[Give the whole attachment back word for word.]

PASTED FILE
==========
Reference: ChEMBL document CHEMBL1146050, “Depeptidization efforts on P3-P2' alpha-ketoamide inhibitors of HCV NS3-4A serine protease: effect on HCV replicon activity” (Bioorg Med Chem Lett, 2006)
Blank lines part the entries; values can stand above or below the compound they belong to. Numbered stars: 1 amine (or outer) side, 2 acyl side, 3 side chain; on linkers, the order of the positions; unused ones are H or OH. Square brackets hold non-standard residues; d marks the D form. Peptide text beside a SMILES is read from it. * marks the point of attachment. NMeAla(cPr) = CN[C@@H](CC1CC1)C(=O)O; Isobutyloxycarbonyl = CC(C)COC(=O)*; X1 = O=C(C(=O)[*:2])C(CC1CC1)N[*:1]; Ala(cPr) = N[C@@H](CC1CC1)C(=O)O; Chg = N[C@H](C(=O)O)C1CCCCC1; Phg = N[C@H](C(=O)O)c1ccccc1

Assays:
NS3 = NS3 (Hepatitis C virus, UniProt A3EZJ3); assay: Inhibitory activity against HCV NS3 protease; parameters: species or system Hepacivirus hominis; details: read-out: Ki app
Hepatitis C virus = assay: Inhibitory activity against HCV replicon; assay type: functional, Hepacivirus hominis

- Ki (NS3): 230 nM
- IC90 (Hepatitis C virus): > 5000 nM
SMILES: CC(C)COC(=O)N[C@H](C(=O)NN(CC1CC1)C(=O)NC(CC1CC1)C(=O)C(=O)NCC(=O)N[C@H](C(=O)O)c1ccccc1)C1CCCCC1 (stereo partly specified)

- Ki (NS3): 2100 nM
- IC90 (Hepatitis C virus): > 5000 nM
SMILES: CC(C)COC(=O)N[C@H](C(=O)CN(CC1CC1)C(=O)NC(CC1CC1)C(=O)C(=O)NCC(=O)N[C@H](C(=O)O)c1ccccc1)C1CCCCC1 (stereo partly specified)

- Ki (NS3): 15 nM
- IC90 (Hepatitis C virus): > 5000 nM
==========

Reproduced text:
Reference: ChEMBL document CHEMBL1146050, “Depeptidization efforts on P3-P2' alpha-ketoamide inhibitors of HCV NS3-4A serine protease: effect on HCV replicon activity” (Bioorg Med Chem Lett, 2006)
Blank lines part the entries; values can stand above or below the compound they belong to. Numbered stars: 1 amine (or outer) side, 2 acyl side, 3 side chain; on linkers, the order of the positions; unused ones are H or OH. Square brackets hold non-standard residues; d marks the D form. Peptide text beside a SMILES is read from it. * marks the point of attachment. NMeAla(cPr) = CN[C@@H](CC1CC1)C(=O)O; Isobutyloxycarbonyl = CC(C)COC(=O)*; X1 = O=C(C(=O)[*:2])C(CC1CC1)N[*:1]; Ala(cPr) = N[C@@H](CC1CC1)C(=O)O; Chg = N[C@H](C(=O)O)C1CCCCC1; Phg = N[C@H](C(=O)O)c1ccccc1

Assays:
NS3 = NS3 (Hepatitis C virus, UniProt A3EZJ3); assay: Inhibitory activity against HCV NS3 protease; parameters: species or system Hepacivirus hominis; details: read-out: Ki app
Hepatitis C virus = assay: Inhibitory activity against HCV replicon; assay type: functional, Hepacivirus hominis

- Ki (NS3): 230 nM
- IC90 (Hepatitis C virus): > 5000 nM
SMILES: CC(C)COC(=O)N[C@H](C(=O)NN(CC1CC1)C(=O)NC(CC1CC1)C(=O)C(=O)NCC(=O)N[C@H](C(=O)O)c1ccccc1)C1CCCCC1 (stereo partly specified)

- Ki (NS3): 2100 nM
- IC90 (Hepatitis C virus): > 5000 nM
SMILES: CC(C)COC(=O)N[C@H](C(=O)CN(CC1CC1)C(=O)NC(CC1CC1)C(=O)C(=O)NCC(=O)N[C@H](C(=O)O)c1ccccc1)C1CCCCC1 (stereo partly specified)

- Ki (NS3): 15 nM
- IC90 (Hepatitis C virus): > 5000 nM